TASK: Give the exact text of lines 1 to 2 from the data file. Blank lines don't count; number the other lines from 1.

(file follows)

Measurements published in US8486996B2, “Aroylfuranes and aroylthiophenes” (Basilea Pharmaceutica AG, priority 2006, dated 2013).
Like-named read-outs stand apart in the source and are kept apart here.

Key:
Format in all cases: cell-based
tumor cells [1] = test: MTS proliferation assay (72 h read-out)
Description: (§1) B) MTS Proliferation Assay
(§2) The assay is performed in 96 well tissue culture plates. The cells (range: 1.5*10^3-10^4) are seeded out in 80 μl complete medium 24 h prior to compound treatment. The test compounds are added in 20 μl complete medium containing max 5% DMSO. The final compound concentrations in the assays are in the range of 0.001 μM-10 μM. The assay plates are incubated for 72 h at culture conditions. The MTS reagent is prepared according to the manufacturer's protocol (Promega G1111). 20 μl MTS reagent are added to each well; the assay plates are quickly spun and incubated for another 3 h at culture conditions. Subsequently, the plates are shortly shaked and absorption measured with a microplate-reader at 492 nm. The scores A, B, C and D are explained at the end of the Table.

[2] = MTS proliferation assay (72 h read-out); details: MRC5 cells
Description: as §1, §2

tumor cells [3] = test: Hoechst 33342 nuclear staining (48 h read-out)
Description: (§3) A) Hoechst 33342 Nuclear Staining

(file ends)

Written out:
Measurements published in US8486996B2, “Aroylfuranes and aroylthiophenes” (Basilea Pharmaceutica AG, priority 2006, dated 2013).
Like-named read-outs stand apart in the source and are kept apart here.